Two daycare nurses walked free from court today after subjecting a two-year-old boy to a ”spiteful” and ”humiliating” attack in which they dragged him across a nursery floor by his leg.
Lisa Wymer (left), 22, and Rebecca Robins (right), 21, were seen laughing and joking as they abused the distressed toddler at the nursery in Welwyn Garden City, Herts.
Shocking CCTV footage played during a trial at St Albans Crown Court showed the toddler, who cannot be named, being dragged by Wymer across the nursery floor.
It also showed her appearing to direct other children to poke him and remove his shoes, before nudging him in the ribs with her foot and pulling his trousers down.
Robins stepped into the room and pulled down the boy’s trousers about two inches, revealing his pants and the top of his legs.
During the ten-minute long ordeal, the toddler holds his head in distress and rubs his eyes as Wymer and Robins are seen laughing and joking.
The pair were found guilty following a week-long trial at St Albans Crown Court last month but walked free from court with suspended sentences yesterday.
Wymer, of Borehamwood, Herts., and Robins, of Hitchin, Herts., were both handed 16 week sentences suspended for 12 months.
The pair were also handed a six-month supervision requirement and ordered to carry out 100 hours of unpaid work.
Sentencing, Judge Martin Griffiths said: ”You two together sparked each other off and launched a course of teasing that graduated onto humiliation to that boy which you clearly found funny.
”When he moved into the other room both of you inflicted more humiliation on him by pulling his trousers down and the final act of putting a hat on his head. At that time you can be seen laughing.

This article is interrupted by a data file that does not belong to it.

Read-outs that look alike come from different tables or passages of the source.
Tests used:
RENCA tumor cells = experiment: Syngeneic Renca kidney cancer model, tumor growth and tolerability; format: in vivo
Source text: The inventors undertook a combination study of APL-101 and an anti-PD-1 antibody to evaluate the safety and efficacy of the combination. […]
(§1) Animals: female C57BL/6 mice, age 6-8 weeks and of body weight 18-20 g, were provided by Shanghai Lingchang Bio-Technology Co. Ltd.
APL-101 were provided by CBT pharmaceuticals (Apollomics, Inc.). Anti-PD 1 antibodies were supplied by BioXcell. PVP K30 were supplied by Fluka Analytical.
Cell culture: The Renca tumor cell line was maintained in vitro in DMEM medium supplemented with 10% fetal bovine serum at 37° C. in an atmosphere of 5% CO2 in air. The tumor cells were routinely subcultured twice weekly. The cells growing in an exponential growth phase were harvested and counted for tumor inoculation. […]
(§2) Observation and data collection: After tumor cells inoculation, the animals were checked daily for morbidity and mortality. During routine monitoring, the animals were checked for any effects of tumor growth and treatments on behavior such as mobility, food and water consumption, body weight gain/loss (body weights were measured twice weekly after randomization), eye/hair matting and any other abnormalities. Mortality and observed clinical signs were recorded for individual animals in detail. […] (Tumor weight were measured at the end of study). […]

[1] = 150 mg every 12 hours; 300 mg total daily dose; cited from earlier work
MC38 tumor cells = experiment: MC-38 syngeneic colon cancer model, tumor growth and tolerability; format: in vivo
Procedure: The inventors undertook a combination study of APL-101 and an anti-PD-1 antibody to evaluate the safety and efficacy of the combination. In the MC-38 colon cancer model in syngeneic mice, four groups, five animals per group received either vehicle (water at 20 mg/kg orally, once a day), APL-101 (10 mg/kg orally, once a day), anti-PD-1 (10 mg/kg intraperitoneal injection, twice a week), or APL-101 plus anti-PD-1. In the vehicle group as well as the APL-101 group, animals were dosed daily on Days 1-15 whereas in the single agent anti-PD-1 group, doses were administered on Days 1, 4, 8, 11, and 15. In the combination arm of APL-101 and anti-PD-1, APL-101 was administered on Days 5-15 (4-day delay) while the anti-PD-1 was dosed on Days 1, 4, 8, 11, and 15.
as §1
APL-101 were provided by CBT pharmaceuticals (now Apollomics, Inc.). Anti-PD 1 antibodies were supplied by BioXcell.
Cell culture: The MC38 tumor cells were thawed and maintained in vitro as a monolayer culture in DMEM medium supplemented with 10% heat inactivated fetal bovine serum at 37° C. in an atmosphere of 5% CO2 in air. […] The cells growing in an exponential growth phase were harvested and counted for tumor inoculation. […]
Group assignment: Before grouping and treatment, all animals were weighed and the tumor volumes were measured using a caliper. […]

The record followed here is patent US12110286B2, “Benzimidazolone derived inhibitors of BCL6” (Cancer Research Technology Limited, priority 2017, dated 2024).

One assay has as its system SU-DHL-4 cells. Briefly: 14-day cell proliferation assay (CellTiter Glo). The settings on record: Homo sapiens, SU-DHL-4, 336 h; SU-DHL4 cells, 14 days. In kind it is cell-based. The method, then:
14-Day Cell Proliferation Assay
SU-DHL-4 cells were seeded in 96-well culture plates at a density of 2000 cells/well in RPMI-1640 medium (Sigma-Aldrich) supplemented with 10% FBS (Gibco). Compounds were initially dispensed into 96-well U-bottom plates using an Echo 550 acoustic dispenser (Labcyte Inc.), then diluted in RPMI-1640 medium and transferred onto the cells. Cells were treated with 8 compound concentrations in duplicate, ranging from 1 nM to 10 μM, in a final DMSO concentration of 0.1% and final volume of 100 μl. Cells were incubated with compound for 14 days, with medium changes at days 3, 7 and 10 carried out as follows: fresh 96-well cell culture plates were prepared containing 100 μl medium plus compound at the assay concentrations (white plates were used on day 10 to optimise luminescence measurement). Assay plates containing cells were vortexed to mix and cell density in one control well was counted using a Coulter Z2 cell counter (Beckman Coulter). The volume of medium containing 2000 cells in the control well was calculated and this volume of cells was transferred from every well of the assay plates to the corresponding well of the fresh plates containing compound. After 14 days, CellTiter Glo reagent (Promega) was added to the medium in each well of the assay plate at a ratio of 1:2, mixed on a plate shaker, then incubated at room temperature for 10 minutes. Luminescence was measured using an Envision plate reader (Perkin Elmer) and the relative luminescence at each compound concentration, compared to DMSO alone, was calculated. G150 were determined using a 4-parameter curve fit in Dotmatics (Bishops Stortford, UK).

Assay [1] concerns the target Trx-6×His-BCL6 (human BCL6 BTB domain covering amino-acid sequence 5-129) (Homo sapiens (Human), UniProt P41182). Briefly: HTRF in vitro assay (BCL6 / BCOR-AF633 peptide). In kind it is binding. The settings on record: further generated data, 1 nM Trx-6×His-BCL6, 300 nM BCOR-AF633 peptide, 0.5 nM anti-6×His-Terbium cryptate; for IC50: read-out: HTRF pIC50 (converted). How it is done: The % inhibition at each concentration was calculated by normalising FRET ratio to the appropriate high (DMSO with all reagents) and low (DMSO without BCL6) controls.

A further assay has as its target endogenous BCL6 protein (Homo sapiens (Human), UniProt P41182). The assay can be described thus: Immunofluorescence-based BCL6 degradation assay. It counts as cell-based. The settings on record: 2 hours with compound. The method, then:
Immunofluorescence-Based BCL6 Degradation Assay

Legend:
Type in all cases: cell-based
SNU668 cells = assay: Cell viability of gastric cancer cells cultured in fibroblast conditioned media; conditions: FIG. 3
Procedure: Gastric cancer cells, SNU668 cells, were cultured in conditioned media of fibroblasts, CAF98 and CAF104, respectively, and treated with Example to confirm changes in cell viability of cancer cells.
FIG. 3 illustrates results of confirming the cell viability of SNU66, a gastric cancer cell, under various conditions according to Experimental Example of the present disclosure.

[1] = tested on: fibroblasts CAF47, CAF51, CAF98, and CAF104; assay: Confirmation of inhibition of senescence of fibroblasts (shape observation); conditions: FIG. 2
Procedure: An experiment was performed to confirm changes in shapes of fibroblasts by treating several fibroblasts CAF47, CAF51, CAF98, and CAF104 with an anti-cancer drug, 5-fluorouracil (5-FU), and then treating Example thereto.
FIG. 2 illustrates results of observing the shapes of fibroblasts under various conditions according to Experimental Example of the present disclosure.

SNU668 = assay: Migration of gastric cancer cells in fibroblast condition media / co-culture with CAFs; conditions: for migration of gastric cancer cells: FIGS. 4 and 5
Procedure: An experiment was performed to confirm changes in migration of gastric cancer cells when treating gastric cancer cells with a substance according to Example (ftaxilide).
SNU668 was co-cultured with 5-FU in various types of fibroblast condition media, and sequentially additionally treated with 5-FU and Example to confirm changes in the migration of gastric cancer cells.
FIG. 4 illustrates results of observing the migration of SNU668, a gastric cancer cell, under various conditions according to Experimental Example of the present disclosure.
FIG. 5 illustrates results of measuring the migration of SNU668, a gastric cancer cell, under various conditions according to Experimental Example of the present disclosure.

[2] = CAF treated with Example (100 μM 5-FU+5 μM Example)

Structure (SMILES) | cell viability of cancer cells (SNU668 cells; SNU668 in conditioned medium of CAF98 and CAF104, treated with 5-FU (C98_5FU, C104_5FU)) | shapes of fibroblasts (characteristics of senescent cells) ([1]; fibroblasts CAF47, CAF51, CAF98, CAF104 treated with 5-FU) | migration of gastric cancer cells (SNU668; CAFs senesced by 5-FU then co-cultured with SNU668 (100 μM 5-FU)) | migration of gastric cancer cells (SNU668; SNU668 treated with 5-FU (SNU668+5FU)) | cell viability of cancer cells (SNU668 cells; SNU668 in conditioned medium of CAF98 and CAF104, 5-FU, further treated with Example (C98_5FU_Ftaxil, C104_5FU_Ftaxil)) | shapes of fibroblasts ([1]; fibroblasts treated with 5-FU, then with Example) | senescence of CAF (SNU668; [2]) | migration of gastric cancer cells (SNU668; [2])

”In all it is about ten minutes spiteful teasing which resulted in a boy who previously loved the nursery not wanting to go and having nightmares for a period of time.
”One can understand this must have been a bad experience even for a two-year-old.
”What makes this case so serious is the way you behaved as nursery practitioners and he had been placed in your care by his parents specifically for you to behave properly and look after him.
”Parents are entitled and do place great trust in those employed to look after their children.”
Both nursery nurses were dismissed from their jobs at the privately-run hospital following the abuse on December 17 last year.
The pair both denied a charge of cruelty but were convicted by a jury at St Albans Crown Court on 1 October.
Lawyers for the defendants claimed the child had not been in distress and that witnesses who described the incident to the court had exaggerated or misinterpreted the incident.
But the child’s mother told the court the toddler he had become clingy and quiet after the incident and did not want to return to the nursery.
Franco Tizzano, mitigating for Whymer, said she had to close her Facebook account after a series of online threats from members of the public and felt a ”sense of deep shame”.
He said: ”Her conduct was a result of poor judgement and poor decision making and some stupid and childish behaviour and horseplay between her and Rebecca Robins.”
Maria Karaiskos, mitigating for Robins, said her client had been working as a nursery nurse since the age of 16 and will never be allowed to work with children again.
She said: ”This was five seconds of irresponsible and immature behaviour. This was entirely out of character and a spur of the moment decision. She failed to realise what she was doing.”
Both were convicted of wilfully mistreating the child in a manner likely to cause him unnecessary suffering or injury to health and were both convicted of cruelty to a person under 16.
A court order was made banning the publication of the toddler’s identity or the release of the CCTV footage.
Speaking after yesterday’s hearing, Detective Constable Liz Carey of the Child Abuse Investigation Unit at Hertfordshire police, said: ”I hope that today’s sentencing will help the little boy’s family put this incident behind them and move on.
”The family is very happy with the service delivered by the nursery and the support they have received throughout the investigation.
”The prompt reporting of nursery staff members and the procedures they have in place within the nursery to protect children have been instrumental in securing a successful prosecution today.”
She added: ”Any report of child neglect, abuse or cruelty is dealt with extremely seriously by the Constabulary and we have a dedicated team of detectives to investigate these cases.”
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